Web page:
The problem he said, was taking out his frustration:

“’When I got mad when playing football I could charge the line or make a fierce tackle and let off steam,’ continued the greatest kicker Minnesota ever had, ‘but when I get mad playing baseball it is back to the bench for me with a fine plastered on me like as not.’

“’It doesn’t do a man a bit of good to get mad while playing baseball…that rough stuff does not go.”

The paper agreed:

“So many times during the season just closed, Capron was no good to himself or the team because he could not see anything but red and he wanted to fight someone or something.

“Capron had a world of natural ability.  He is far above the ordinary as a fielder and he is a dangerous man at the bat.”

Capron

Capron

Capron was sold to the Vancouver Beavers the following season, but was limited to 35 games as the result of a knee injury.  He hit just .207.

The following spring, the 25-year-old said he was finished.  He told The (Portland) Oregonian:

“No more baseball for me.  I am going to retire.”

The paper said “His teammates sniffed” and were sure he would return, but noted that “he is being sought by several clubs of the Northwest league this year and was tendered contracts by Seattle, Vancouver, and Tacoma, but has returned them unsigned.”  He said his new wife had encouraged the decision.

Capron left baseball and football for real estate.  He sat out the 1911 season.

In January of 1912, The Pittsburgh Gazette-Times said Barney Dreyfuss, president of the Pittsburgh Pirates sent a personal letter and contract to Capron:

“The contract is a ‘blank’ paper with the salary figure to be filled in by the recipient.

“Apparently, Dreyfuss was prompted in this move by some strong boosting out on the Pacific Coast, for in his letter he told George that information had reached him that a first-class ballplayer was going to waste.”

But despite the blank contract, Capron told The Oregonian:

“I guess (Dreyfuss) knows I can murder (right-handed pitching).  My wife says no, however, so it’s me for the bleachers.”

Capron also told the paper he expected his brother Ralph—a former Minnesota Quarterback– to make the major leagues soon—Ralph played one game that season with the Pirates and two the following year with the Philadelphia Phillies.  Following in his brother’s footsteps, Ralph abruptly quit baseball at age 25, before the 1915 season.  George told The (Spokane) Spokesman-Review, his brother “expects soon to marry the daughter of a wealthy Minneapolis merchant, who is strongly opposed to a professional athlete for a son-in-law.”  Opposition from his father-in-law doesn’t appear to have stopped Ralph from dabbling in professional football.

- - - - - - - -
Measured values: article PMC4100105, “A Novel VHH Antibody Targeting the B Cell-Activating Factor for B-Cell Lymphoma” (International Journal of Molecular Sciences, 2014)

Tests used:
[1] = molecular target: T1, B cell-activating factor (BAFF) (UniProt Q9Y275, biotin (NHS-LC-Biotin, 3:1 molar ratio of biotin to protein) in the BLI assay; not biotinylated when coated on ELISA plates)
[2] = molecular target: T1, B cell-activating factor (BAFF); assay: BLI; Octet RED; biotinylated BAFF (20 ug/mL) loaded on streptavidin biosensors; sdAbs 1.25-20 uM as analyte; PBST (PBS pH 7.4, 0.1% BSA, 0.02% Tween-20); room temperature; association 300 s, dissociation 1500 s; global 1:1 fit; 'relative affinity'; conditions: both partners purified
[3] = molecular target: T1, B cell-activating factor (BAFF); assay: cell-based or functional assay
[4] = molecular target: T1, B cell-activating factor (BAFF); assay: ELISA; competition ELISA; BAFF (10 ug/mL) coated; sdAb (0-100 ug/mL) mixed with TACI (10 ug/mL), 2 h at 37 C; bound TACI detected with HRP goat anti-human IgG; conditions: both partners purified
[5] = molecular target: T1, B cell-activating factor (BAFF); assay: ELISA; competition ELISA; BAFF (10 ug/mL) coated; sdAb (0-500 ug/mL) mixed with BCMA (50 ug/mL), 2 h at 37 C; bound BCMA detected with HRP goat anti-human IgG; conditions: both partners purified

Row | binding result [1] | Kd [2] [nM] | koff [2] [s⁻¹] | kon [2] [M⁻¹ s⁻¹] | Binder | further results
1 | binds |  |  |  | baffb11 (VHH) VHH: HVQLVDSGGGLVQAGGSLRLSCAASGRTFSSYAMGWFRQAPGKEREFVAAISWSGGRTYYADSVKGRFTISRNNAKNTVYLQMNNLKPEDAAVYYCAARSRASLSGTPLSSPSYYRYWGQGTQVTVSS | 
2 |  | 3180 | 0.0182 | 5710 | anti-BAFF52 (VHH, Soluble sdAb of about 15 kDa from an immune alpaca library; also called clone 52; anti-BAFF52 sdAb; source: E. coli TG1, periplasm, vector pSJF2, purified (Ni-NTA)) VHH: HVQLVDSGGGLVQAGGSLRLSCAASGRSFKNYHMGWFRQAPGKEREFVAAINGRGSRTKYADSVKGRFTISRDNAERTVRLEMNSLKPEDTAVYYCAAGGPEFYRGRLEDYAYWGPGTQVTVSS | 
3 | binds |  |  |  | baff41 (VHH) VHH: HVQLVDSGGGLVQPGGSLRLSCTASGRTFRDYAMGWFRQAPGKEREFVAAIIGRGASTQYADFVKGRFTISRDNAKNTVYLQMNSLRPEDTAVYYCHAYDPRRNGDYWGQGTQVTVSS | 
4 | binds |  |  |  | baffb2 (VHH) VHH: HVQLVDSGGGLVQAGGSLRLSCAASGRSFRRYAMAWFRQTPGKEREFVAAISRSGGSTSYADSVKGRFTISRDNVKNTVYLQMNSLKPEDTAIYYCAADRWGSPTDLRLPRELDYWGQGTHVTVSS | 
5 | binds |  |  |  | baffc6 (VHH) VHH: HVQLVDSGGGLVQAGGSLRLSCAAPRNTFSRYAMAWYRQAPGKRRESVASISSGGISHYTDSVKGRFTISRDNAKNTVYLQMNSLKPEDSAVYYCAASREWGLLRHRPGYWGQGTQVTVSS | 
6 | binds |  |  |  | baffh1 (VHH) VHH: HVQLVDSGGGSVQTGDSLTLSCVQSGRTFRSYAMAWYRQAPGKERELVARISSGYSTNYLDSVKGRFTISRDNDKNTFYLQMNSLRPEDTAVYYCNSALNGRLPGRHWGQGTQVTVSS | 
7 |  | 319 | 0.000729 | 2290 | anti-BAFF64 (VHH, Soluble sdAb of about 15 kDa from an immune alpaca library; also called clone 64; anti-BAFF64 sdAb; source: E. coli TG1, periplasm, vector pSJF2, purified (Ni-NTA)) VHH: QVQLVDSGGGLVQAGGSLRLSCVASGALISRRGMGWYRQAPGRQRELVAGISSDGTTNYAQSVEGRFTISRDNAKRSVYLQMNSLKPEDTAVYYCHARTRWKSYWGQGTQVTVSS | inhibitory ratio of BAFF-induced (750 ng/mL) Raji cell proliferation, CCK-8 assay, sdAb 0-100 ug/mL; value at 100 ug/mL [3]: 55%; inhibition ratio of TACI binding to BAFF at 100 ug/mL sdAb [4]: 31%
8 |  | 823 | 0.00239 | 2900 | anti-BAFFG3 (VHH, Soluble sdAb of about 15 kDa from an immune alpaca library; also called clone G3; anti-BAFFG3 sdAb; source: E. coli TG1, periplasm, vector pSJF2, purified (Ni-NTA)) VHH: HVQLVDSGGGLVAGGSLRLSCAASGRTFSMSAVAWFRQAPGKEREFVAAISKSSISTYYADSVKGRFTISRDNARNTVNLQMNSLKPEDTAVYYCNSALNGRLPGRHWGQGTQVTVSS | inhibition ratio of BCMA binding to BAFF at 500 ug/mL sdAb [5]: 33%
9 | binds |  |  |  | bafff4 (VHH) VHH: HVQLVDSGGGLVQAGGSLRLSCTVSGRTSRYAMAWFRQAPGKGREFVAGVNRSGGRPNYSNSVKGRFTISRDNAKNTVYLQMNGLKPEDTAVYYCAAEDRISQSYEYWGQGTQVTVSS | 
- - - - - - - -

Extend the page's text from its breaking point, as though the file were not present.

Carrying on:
Capron moved from the Pacific Northwest to Long Beach, and later Fresno, California, and found real estate to be more lucrative than either baseball or football.  In 1964, he was worth more than $30 million dollars, when, after 55 years of marriage, Ednah was awarded a $16 million dollar divorce settlement which The Associated Press said was “the largest ever.”

He died on October 26, 1972.

“Foster you are Released”

17 Mar

Elmer Ellsworth Foster’s career as a pitcher ended on August 26, 1884.  He had been out for three weeks with “an injury to the tendon in his right arm,” when he took the mound for the St. Paul Apostles in a Northwestern League game against the Milwaukee Brewers.  The 22-year-old was 17-19 with 1.18 ERA when he took the mound at St. Paul’s West Seventh Street Grounds.

The St. Paul Daily Globe said:

“When the popular favorite took his position in the box in the last half of the first inning the audience received him with an ovation of cheers, to which he responded by raising his cap.  A moment later he pitched the first ball, a sharp crack was heard distinctly all over the ground and the sphere went spinning ten feet to the right of the batter.  Foster turned pale, but stood in his position until the players in the vicinity reached him.”

He had “snapped the bone of the right arm just above the elbow,” and after Foster left the field a collection was taken up among the fans “A few minutes later it was announced that $172 had been collected.”

He made it to the major leagues two years later as an outfielder with the New York Metropolitans in the American Association, and played parts of five seasons in the American Association and National League.  A consistent .300 hitter in the minors, Foster hit just .187 in 386 big league at bats.

According to The Sporting Life, his manager with the New York Giants in 1888 and ‘89, Jim Mutrie considered him “one of the best fielders in the country, and the only reason New York ever let him go was because he didn’t show up well with the stick in fast company.”

Elmer Foster

Elmer Foster

Sportswriter Hugh Fullerton said he excelled at other things as well:

“The rowdy of the rowdies was Elmer Foster.  Handsome, well bred, clean cut and with it all, well educated and something of an actor.  Foster was in baseball for the fun of it.”